Residents fear they'll 'lose everything' as closure looms for B.C. home for people with mental illness

Christina Fellas, left, and Russell Garrett, pictured on March 7, say they still don't know where they'll live after Buena Vista Lodge in White Rock, B.C., closes at the end of May.  (Ben Nelms/CBC - image credit)
Christina Fellas, left, and Russell Garrett, pictured on March 7, say they still don't know where they'll live after Buena Vista Lodge in White Rock, B.C., closes at the end of May. (Ben Nelms/CBC - image credit)

With less than three months to go until the closure of a Metro Vancouver assisted living facility for people with mental illness, some residents say they still have no idea where their next home will be.

The folks who live in Buena Vista Lodge in White Rock, about 50 kilometres southeast of Vancouver near the Canada-U.S. border, have been told the home will be closed permanently on May 31.

Operators of the privately run home have decided not to renew their service agreements with Fraser Health, blaming a decrease in funding, while the health authority has declined to consider new operators, saying it's dedicating resources elsewhere.

So far, Fraser Health says two of the 12 residents have moved to new homes, and those who remain will be offered space in another city. A third resident was discharged from Buena Vista because they weren't suited to the program, and they're still awaiting a new placement.

For Christina Fellas, who has lived at Buena Vista for the last 13 years, leaving White Rock would mean losing the church she attends every Sunday, her favourite restaurants and the second-hand store where she volunteers.

"Oh, I would lose everything," she told CBC. "It would be terrible."

She said she's visited one potential option for a new home, but didn't like it.

Russell Garrett is in a similar situation, and says the prospect of moving is always in the back of his mind.

"They showed me another place about a month ago and it was just not a good place," he said.

"I didn't like it — it wasn't close to my family."

Beds to be offered in yet-to-open Surrey facility

Fraser Health spokesperson Dixon Tam told CBC in an email that Buena Vista residents will be offered space in a new 10-bed mental health facility opening "in the coming months" in Cloverdale, a community in nearby Surrey.

"These new beds are as close to their existing home in White Rock as possible," he said.

Elenore Sturko, the B.C. Liberal critic for mental health and addictions, said it was unacceptable to learn that most Buena Vista residents don't know where they're going next.

"I think that it's unjust that they would force a move on individuals who are already extremely vulnerable," she said.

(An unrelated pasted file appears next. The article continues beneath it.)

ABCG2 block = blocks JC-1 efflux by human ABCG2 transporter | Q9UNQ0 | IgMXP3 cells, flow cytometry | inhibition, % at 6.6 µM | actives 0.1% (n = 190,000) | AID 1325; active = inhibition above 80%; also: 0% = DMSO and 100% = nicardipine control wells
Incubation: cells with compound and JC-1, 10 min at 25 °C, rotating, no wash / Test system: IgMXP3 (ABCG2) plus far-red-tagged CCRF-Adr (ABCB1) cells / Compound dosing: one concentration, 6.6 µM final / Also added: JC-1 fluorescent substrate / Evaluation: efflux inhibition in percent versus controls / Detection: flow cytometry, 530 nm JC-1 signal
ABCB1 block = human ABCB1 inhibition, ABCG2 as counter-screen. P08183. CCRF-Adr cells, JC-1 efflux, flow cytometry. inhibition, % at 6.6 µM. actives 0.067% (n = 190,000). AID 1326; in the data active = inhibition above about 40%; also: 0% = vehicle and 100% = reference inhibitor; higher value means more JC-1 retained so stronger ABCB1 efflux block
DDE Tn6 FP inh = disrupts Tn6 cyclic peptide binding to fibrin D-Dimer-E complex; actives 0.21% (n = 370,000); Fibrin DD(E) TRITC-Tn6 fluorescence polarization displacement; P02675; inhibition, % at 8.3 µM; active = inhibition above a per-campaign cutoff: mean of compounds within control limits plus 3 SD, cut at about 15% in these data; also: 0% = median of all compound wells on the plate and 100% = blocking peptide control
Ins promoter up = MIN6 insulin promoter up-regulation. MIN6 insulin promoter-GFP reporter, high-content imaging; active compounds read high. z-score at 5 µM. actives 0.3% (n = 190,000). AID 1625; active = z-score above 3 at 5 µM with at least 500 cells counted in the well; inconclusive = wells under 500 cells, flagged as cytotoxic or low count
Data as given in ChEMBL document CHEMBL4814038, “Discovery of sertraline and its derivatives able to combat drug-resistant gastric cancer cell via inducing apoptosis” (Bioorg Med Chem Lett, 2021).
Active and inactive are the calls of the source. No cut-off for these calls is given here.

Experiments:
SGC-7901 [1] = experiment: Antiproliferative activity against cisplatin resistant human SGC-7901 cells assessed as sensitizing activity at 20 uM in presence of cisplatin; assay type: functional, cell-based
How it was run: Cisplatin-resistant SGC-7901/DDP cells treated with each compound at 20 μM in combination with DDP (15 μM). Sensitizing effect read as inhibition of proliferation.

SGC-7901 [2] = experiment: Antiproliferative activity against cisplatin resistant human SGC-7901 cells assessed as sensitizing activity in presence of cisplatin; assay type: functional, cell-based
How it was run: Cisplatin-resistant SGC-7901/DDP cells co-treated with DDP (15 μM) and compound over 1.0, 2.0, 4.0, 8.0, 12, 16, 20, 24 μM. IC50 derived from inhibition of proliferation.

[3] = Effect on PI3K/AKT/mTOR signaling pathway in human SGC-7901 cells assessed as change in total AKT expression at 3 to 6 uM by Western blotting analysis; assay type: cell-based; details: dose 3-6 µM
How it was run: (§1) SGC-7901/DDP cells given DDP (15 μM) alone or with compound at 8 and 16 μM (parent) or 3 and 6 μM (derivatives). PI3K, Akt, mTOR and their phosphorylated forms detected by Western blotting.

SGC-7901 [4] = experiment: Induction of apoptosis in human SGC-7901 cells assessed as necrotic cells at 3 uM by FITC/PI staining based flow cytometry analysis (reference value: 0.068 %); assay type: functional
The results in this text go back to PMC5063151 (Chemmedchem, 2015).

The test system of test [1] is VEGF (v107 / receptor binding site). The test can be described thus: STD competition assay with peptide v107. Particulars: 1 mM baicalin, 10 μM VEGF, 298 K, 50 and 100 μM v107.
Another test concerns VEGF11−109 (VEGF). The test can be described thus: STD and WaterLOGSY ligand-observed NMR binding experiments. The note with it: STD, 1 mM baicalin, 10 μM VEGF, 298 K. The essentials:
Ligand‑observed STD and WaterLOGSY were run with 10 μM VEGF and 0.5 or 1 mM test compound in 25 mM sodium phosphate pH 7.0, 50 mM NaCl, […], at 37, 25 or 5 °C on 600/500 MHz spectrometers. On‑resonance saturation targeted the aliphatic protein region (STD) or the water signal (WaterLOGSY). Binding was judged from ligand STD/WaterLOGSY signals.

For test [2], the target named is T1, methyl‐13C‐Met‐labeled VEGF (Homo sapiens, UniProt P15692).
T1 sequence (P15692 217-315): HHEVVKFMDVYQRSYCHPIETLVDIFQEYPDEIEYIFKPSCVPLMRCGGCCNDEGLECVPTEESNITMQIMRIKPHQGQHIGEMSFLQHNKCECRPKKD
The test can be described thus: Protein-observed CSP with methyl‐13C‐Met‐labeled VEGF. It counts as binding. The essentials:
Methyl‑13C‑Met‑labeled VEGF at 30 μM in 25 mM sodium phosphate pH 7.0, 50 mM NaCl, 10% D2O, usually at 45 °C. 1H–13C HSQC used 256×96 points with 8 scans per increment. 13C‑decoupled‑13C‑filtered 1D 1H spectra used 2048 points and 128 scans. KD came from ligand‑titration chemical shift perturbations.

She called it a "no brainer" for the health authority to find the funding to keep the facility open.

"We have another company that wants to take over the contract to help continue the care for these community members where they've lived for more than 20 years," she said.

Jennifer Whiteside, B.C.'s minister of mental health and addictions, said she knows being moved will be disruptive for Buena Vista residents.

"But unfortunately we understand that that building is quite old — 100 years old — and the operator has decided that it no longer wishes to provide that service," she said.

When asked why a new operator can't take over the contract at Buena Vista, she didn't answer directly, saying instead that Fraser Health is "always looking at how they can scale up beds."

Ben Nelms/CBC
Ben Nelms/CBC

Many Buena Vista residents who've spoken to CBC about their experiences describe the staff and their housemates at the facility as family, and say they fear being forced into institutions, far from the White Rock community they've grown to love.

Bridget Coombs, whose mother Magdalena has lived in the home for the last 13 years, says she and her mother made their first visit to a potential new facility in February.

"It's not a home like Buena Vista. It's more institutional," Coombs said. "She came back and all she could say was she is going to die — she's going to die if she goes there."

Nicholas Miller said his brother David is starting to look unkempt as the uncertainty about his living situation drags on.

"He is worried that he'll end up in Abbotsford or Chilliwack where I won't be able to see him because of gas prices," he said.

Jacquie Webber said her sister, Karen Whittall, has become increasingly depressed as the deadline to leave Buena Vista draws near.

"She's 70 years old," Webber said.

"That's pretty old for somebody to be disrupted after living in a place for 15 years."